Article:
Protecting Our Elderly

I think my block has always had widows and widowers. Looking through the Polk Directories, I can identify widowed/single women.  It’s not as easy when it comes to the men, but they existed too. In 1946 there were 5 widows/single women living on my block.  I know about past kindnesses between neighbors.  I bet they felt at-home living here.

I wish I could talk about the elderly living in Yalecrest today, to share some of their stories. But I can’t because I don’t want to put them in danger. There are too many people that prey on the elderly and we have seen it here (i.e. woman looking for prescription meds).

But I can talk about a woman that used to live across the street. Her name was Martha. She died a couple months shy of 97 yrs old. I loved Martha.  I know I wasn’t the only one. Even though she was a widow, homebound and often couldn’t hear well, she helped bring us together… because we worked together to watch out for her. For example…

One summer morning Martha’s newspaper was still on her porch waiting for her to retrieve it. I don’t know who spotted him first– E, S, M or P. But all were pretty sure that shirtless tattooed man sitting on Martha’s stoop didn’t belong there. There was concern about Martha opening her front door. Phone calls were made to the police. E gave me a call. And then– Martha opened her doors!!

Witnesses saw Martha in her nightgown. It looked like she said something.The man got up and started stumbling down the street. But it doesn’t quite end there for me…

M&P, thinking the police were on their way, decided to trail the man at a safe distance with M’s big dog. That had to be kind of hard — following and faking like you’re not following a man who appears lost and is walking slowly!

Later that night I went over to Martha’s to hear what she had to say about her “visitor.”  She was tickled when I shared what I had heard.  I said, “We were wondering what you said to him?” With each retelling, I swear Martha grew bigger and stronger. But I bet she really did say, “Get the HELL off my porch!”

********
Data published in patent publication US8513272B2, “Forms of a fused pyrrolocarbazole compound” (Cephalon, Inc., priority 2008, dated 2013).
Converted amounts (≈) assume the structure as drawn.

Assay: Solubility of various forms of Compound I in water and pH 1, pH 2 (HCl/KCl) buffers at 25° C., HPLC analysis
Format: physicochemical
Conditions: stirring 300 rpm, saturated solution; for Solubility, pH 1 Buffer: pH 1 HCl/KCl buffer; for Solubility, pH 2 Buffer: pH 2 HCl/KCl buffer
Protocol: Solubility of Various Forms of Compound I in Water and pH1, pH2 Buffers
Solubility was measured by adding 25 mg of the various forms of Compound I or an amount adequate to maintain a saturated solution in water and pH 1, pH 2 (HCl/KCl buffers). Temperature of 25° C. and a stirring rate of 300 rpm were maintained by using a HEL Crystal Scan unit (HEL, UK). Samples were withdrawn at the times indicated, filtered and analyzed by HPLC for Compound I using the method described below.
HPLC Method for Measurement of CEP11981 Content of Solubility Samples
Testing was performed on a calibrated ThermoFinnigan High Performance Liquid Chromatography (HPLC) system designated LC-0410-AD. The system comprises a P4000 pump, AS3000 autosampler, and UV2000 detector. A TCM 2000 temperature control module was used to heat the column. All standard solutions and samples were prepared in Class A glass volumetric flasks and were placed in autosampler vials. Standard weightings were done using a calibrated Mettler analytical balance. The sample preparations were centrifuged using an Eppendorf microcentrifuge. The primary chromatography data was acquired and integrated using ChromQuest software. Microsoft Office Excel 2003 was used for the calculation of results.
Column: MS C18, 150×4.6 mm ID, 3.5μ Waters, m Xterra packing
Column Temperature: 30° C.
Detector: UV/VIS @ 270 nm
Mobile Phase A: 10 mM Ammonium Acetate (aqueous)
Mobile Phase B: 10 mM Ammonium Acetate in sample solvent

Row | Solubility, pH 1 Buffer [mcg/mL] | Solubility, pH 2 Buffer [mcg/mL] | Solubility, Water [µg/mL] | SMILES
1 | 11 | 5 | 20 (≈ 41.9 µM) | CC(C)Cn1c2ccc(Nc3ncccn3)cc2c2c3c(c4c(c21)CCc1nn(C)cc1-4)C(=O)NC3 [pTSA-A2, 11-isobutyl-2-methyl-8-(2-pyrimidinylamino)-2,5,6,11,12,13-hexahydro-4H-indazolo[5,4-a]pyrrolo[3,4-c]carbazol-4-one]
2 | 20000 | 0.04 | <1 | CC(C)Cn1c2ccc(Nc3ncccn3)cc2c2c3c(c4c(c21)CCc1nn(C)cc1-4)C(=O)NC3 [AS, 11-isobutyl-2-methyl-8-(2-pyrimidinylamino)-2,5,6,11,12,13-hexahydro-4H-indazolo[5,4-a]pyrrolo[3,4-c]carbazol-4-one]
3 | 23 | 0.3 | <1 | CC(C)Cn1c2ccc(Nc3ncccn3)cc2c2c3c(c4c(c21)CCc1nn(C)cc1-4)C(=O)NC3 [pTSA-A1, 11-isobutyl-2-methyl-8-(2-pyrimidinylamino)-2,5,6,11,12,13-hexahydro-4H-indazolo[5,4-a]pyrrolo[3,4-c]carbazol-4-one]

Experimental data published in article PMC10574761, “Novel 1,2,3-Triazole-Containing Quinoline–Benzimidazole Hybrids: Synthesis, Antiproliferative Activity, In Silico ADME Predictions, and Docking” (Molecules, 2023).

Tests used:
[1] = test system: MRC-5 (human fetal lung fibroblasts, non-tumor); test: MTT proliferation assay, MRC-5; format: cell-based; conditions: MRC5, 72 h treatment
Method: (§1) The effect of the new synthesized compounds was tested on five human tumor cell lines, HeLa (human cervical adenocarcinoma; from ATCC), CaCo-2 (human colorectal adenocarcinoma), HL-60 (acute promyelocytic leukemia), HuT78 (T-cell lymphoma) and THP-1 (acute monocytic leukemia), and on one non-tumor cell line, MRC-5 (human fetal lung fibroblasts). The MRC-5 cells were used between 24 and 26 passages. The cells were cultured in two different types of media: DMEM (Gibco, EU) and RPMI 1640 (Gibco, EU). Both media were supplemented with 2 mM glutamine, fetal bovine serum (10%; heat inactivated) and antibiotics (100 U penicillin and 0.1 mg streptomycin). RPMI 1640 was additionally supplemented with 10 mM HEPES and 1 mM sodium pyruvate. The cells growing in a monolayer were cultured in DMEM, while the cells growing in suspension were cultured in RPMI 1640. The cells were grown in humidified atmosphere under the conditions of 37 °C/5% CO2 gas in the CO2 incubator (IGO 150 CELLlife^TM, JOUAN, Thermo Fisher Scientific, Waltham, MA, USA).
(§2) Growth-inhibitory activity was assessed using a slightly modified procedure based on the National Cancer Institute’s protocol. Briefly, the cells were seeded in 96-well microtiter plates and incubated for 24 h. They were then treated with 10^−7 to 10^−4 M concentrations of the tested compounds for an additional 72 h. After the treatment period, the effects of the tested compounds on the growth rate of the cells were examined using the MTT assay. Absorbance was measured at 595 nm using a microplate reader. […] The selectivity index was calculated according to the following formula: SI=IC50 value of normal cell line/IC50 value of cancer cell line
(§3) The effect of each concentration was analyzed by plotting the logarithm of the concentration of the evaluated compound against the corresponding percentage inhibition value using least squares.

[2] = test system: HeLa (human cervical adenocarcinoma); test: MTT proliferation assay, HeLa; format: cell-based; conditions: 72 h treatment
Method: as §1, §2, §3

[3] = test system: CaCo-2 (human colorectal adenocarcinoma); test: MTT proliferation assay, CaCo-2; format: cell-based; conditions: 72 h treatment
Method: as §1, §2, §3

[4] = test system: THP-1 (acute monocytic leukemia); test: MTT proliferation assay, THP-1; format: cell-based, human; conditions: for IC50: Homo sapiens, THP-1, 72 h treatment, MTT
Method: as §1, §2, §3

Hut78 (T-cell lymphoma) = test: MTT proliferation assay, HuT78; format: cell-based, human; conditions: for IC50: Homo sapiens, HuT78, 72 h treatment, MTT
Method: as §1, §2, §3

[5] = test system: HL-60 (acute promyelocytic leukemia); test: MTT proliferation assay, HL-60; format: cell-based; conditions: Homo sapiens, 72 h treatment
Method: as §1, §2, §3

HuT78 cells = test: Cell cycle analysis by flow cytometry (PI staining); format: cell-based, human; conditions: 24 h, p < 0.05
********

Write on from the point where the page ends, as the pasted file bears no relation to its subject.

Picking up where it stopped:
Homes that are smaller and more affordable are perfect for older downsizing couples or families just starting out. When I see these homes being flipped into mini-mansions and now advertised for a million dollars or more, I think we’re losing our elderly. And we’re losing more than that.

Preservation has NEVER been just about the bricks for me. It’s about values. And people. And the connections between them and other generations, past, present, future. I love my part of Yalecrest.  We still have what I think we’ve always had.  It’s something money can’t buy.

-Kelly Marinan
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Where Have All the Drive Strips Gone?

Drive strips are historic site features that have largely been lost in Yalecrest.  It’s often one of the first things people change when they buy into the neighborhood.

At one time, Yalecrest was filled with driveways that looked like this:

Collage of Yalecrest Original Drive Strips

But now surviving drive strips are very difficult to find.

On my block there are 28 homes. Only two have drive strips. And only one of these still has both its original garage and hasn’t changed its roofline or front facade. I don’t think the owner realized he had a one-of-a-kind, still standing strong, unique piece of block history, until I pointed it out. I’m hoping the next owner will see the same historic value and be able to survive the ongoing mansionization trend in Yalecrest.

Can you imagine a whole block of drive strips?  With the added greenery and the smaller garages, I’m thinking it must’ve given residents a feeling of spaciousness and peace. Like, your neighbors definitely aren’t right on top of you. It was probably a subtle feeling… residing in their subconscious.

Note #1:  Photos courtesy of Salt Lake County Archives.

Note #2:  I apologize for the quality.  I was taking pictures of pictures.

—Kelly Marinan